LA Tests $1K Monthly Payment to Prevent Homelessness

Early data suggests pilot program using artificial intelligence to identify those at risk is working
By Arden Dier,  Newser Staff
Posted Oct 5, 2023 7:00 PM CDT
LA Tests $1K Monthly Payment to Prevent Homelessness
A homeless man sits at his street side tent along the Interstate 110 freeway along downtown Los Angeles' skyline, on Thursday, May 10, 2018.   (AP Photo/Richard Vogel,File)

While some fear artificial intelligence will steal their likeness, work, and jobs, Los Angeles hopes the technology will prevent 20 net people from falling into homelessness each day. "On average, for every 207 individuals who exit homelessness daily, 227 more enter," reads a report cited by KTLA. To prevent that climb, the Los Angeles County Department of Health Services is experimenting with a "first-of-its-kind" program that uses machine learning to identify those thought to be most at-risk, based on arrests, emergency room visits, diagnoses of substance abuse disorders, crisis care for mental health, requests for public aid, and more, per NPR. Case managers then reach out to those individuals, offering $1,000 per month for four to six months to help them gain stability.

"The county never reaches half the people on its lists," NPR reports. In unstable living situations, numbers and addresses are prone to change. Some of those reached "have understandable mistrust of systems" and refuse help, says Dana Vanderford of the department's Homelessness Prevention unit. But the pilot program has helped 560 people over the last two years and "a large majority have stayed housed so far," per NPR. One participant, a retired handyman who took in his three grandsons, whose parents are addicted to drugs, says the program has been a blessing and his case manager a "life-saver," per the outlet. The money, directed through third-party vendors, can be used to cover rent, utilities, debt bills, groceries, and other expenses. Participants do not need to pay it back.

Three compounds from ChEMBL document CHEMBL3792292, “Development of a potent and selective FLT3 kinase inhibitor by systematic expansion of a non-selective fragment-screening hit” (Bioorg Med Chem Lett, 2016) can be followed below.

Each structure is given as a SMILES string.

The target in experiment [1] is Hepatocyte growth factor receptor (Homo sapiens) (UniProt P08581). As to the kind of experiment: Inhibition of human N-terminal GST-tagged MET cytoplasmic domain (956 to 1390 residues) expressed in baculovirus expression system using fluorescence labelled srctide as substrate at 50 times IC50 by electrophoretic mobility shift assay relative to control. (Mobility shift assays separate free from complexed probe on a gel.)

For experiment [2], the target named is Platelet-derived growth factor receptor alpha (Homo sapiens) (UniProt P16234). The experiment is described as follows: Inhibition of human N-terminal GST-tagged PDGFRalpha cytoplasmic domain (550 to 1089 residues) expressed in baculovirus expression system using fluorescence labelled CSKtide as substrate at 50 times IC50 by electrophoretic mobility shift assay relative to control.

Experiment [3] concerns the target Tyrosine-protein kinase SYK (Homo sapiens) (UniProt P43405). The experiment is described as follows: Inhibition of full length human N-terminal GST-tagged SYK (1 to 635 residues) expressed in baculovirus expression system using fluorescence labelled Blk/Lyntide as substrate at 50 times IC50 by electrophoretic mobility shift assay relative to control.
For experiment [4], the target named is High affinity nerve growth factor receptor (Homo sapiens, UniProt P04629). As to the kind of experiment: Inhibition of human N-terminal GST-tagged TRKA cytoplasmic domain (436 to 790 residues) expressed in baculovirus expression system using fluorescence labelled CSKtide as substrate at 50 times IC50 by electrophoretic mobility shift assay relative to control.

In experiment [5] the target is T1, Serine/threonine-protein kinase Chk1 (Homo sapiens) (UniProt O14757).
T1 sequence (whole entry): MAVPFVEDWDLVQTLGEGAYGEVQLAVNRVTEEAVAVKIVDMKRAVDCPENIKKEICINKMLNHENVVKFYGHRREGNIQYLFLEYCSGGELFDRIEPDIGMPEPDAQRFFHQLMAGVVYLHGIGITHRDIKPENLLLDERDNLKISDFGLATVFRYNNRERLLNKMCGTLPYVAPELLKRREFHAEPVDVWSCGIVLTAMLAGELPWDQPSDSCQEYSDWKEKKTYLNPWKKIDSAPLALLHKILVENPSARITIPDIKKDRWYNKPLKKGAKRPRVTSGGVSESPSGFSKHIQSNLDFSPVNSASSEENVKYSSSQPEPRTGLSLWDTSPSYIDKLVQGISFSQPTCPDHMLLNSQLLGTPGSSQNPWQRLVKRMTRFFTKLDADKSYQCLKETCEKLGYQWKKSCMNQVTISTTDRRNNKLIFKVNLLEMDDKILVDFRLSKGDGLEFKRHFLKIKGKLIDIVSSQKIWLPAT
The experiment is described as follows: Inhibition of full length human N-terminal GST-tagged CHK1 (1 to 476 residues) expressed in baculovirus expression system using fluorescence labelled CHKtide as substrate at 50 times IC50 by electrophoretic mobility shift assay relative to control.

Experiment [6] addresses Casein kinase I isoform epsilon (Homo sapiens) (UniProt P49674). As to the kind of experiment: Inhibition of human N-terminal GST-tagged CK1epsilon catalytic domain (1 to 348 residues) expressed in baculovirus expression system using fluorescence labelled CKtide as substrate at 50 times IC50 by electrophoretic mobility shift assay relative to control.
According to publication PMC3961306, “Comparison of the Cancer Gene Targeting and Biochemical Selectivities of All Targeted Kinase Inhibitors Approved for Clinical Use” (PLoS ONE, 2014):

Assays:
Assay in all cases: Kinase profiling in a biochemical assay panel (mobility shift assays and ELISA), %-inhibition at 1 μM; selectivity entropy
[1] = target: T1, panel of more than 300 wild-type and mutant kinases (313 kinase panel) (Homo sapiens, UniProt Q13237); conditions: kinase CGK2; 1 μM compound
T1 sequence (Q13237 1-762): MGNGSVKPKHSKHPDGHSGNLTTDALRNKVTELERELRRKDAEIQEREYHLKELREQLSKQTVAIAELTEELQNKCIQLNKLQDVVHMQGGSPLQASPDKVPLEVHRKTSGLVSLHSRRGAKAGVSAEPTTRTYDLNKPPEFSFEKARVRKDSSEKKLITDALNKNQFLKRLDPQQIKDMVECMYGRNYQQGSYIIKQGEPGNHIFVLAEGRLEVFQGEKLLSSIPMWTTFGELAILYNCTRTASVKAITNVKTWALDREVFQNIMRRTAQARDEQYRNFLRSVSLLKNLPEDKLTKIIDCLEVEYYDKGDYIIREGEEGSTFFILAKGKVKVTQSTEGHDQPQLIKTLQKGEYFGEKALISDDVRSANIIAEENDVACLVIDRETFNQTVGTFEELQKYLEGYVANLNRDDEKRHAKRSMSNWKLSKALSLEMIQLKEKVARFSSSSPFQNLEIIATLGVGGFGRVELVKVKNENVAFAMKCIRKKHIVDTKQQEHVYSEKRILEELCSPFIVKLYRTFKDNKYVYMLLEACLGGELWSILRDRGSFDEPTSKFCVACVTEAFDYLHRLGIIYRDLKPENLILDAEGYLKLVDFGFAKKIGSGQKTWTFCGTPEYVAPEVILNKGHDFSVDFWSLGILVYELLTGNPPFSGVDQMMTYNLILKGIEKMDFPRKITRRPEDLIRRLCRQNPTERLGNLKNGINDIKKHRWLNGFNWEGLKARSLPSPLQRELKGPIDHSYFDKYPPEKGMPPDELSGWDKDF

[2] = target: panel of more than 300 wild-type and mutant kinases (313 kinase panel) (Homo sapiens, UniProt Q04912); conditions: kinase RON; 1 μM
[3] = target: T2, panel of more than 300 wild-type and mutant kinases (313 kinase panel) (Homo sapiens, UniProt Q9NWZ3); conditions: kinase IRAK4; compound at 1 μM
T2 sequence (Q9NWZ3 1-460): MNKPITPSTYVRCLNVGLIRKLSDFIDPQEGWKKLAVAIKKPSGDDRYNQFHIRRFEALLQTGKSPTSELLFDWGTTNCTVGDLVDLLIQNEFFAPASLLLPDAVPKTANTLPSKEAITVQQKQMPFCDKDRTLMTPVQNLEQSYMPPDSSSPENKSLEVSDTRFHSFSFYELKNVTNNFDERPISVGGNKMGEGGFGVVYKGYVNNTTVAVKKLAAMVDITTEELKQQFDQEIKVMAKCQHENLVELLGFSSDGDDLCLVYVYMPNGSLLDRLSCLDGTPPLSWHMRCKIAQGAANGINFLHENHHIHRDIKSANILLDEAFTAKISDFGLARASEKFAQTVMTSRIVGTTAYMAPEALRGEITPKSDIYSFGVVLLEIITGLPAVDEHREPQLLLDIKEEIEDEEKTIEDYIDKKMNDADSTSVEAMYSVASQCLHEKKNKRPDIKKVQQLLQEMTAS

The program has a $31 million budget, which largely stems from pandemic aid, but it's due to run out in 2026. Around that time, UCLA's California Policy Lab, which developed the AI prediction tool, plans to release a long-term study analyzing the program's success. It will explore whether AI is really identifying those most at-risk for homelessness and compare participants with people of similar instability who do not receive assistance. With the right results, the program could be expanded and serve as a model for other areas. According to NPR, "San Diego County has already voted to create its own similar program using predictive analytics." For every 10 individuals who escape homelessness in San Diego, another 13 become homeless for the first time, per StateScoop. (More homelessness stories.)

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